Being involved with such an empowering group did wonders for my self confidence and after a few quiet months we are ready to go in to the Scottish Elections making sure that all political parties will know what Scotland’s women want us to raise as issues of importance in the fight for a more equal fair and socially just society which we demand for the women and children of our nation.

The other decision which changed me for the better was to participate in as many blogger chat groups as possible. This was a very positive step for me as it tended to bring out the maternal side of my nature and having friends and contacts from the other nations of the British isles many of whom were young enough to be daughters brought my gentle side which was especially handy was some hard-line unionist was expounding their theories on how Scotland was in their opinion too wee, too poor, or too stupid to run our own country. Personally, I think these people if I have to call them that, have such a deep seated self loathing and inferiority complex that their real problems lie not with Scotland’s abilities but their own and the too wee, too poor, too stupid syndrome isn’t what they think about Scotland but rather what they think of themselves. Honestly there are times when these people would, but for my naturally kind hearted disposition send me in to a full blown virtual rant. Fortunately however my blogging bairns know me well and know when to step in and get me out of these potentially difficult situations.

Indeed it is through my involvement with the blogging community that I have gained not only new friends but also style advisors and a deeper understanding of the hopes, fears, and concerns of both individuals I lucky enough to know and their communities and localities.

With regards to my poetry 2015 has been a year of both progress and changes. At the start of 2015 you could predict with a fair degree of accuracy that I would be spending most Thursday afternoon’s leading The Tollcross Writers Group and I would spend my Thursday evenings at Glasgow Writers Group at the Gallery of Modern Art. Now Tollcross no longer exists and and my visits to GoMA have become a lot less frequent than used to be the case.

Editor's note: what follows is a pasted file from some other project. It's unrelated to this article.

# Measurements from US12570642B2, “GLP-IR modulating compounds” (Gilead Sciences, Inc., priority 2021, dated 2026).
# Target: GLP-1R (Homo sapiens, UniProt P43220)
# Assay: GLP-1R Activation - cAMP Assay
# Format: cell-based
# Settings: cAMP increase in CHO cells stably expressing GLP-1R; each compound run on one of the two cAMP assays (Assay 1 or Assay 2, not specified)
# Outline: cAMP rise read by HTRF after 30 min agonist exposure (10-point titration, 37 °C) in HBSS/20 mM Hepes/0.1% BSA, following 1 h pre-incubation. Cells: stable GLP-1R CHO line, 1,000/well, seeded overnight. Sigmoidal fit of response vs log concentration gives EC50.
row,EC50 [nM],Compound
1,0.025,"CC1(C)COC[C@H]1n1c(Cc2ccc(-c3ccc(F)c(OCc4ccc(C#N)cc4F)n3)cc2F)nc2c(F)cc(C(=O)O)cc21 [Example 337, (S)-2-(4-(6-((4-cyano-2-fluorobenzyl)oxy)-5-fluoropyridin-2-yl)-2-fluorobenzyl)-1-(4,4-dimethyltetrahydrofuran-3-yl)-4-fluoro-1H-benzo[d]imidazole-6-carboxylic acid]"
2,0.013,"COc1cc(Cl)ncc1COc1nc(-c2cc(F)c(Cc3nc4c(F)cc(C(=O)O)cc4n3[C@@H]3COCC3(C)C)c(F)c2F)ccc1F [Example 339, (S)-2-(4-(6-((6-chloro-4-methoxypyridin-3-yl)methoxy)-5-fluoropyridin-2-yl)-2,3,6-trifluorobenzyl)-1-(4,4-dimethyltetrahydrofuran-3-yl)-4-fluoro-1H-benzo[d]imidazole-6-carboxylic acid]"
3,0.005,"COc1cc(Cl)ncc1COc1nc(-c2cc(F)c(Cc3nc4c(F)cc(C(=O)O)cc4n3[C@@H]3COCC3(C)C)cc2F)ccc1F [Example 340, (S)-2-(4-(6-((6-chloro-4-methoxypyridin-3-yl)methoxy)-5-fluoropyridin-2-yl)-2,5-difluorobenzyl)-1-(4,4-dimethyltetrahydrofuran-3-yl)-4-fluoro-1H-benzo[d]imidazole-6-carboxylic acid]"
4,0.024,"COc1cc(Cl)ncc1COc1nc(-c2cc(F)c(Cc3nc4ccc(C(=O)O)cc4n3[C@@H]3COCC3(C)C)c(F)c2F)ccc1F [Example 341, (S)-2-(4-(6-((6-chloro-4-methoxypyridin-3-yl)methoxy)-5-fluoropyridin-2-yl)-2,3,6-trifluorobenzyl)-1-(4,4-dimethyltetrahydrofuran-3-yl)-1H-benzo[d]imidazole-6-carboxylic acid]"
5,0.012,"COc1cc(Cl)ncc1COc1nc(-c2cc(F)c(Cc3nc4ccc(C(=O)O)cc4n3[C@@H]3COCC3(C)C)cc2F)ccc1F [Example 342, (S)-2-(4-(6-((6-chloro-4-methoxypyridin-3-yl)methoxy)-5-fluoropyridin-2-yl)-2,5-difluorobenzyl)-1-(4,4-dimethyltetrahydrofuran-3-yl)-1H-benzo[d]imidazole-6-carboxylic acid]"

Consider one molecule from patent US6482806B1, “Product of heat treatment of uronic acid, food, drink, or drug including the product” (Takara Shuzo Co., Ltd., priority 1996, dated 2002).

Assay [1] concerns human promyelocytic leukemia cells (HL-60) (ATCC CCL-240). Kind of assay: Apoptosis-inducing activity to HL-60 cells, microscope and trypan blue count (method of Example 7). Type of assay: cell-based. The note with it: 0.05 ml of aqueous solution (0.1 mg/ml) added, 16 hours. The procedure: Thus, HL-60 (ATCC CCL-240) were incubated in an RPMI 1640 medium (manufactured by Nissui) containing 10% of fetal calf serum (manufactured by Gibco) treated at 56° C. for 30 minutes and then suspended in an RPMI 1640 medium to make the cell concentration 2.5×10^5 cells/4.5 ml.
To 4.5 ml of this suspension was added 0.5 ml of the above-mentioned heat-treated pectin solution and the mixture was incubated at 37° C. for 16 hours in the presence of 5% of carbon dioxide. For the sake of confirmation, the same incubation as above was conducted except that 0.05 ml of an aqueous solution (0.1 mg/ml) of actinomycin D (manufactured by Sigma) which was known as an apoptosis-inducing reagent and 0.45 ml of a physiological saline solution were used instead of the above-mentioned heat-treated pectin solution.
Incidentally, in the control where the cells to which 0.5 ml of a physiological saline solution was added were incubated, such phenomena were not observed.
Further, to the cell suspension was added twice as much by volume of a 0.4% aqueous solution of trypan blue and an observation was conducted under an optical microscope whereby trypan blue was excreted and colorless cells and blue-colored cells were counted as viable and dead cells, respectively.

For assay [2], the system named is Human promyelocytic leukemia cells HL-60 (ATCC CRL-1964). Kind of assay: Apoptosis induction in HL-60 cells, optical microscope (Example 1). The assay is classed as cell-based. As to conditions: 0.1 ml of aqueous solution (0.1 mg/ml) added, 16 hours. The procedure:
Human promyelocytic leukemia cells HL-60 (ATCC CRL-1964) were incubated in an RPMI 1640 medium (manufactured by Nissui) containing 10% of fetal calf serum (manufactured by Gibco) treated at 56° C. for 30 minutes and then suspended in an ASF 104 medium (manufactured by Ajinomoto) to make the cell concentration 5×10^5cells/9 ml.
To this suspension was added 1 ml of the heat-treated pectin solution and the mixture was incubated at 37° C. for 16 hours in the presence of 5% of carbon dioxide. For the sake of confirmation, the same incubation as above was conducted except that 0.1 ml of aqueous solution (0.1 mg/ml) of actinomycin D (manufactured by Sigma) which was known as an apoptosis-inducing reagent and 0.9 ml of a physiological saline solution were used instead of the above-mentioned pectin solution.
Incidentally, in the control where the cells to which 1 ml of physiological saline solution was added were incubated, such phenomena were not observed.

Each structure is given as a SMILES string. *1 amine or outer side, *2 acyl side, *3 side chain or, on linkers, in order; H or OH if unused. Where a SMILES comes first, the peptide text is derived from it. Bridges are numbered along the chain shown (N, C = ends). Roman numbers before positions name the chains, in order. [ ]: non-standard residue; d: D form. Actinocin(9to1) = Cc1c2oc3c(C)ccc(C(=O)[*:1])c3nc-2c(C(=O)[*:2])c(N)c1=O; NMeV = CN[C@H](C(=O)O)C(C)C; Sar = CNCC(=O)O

In what was an easier decision than I thought it would be I decided to pull Tollcross because someone who did not have the authority to make such decisions was going about telling their friends that the group was moving to another venue and that I had better tell them when the group was starting back after the summer break. To say I was furious at this petulant attitude would be putting it mildly so I decided to cancel the group for the foreseeable future as a lesson to certain people not to get above themselves. This decision tough as it was to make shows the difference between the woman who saw in 2015 and the women who is getting ready to embrace whatever challenges 2016 may bring. You see last year I would have procrastinated over such a tough choice and probably soldiered on but this was the year I took action to show that if you tramp on my toes or seek to undermine me in any way there will be consequences and they will be entirely of your own making.

In another change to the poetic landscape of the city it was time to say goodbye to Bards in the Park which died of natural causes as nobody seemed to want to turn up anymore. This was also a year of change for Words and Music. Little did we know as we celebrated 25 years in the wee back room and that by July the Sammy’s we knew and loved would become Lebowskis but fortunately as we get ready to bring in the bells the event is still going strong at least it is for now.

However, as one door closes another two or three open to take their place. My Saturday afternoons which were once the preserve of Bards, have now been taken over by T-Time a trans related event which I find to be a great source of peer support. Thursday afternoons at Tollcross have now been replaced by Wednesday nights at the Blue Chair cabaret.

Picture 2 Some Of The Girls At T-Time

Picture 3 The Team At The Blue Chair

As for my greatest achievement in the year just passed I would have to say it was taking and successfully completing the NaPoWriMo challenge in April where I had to write 30 poems in 30 days. This and I have to say it was a challenge and a half but the reward I got from attempting it was a fantastic buzz and that made it all worthwhile. Still on poetry I let some valued friends suggest a topic for me to write about or suggest a title for an already written poem to assist me in the creative process. This idea was spread throughout the year and not just used for NaPiWriMo Particular thanks in this endeavor goes to Audrey Marshall, Becky Bedbug, Bob Leslie, Caron Lindsay, Jenny Lindsay, Jenni Pascoe , Jodi McKenna, Kirsty Nicolson, Margaret MacMillan, Morgan Horn, Samantha Hands, Saffron Dickson, and Stephen Watt for their help and support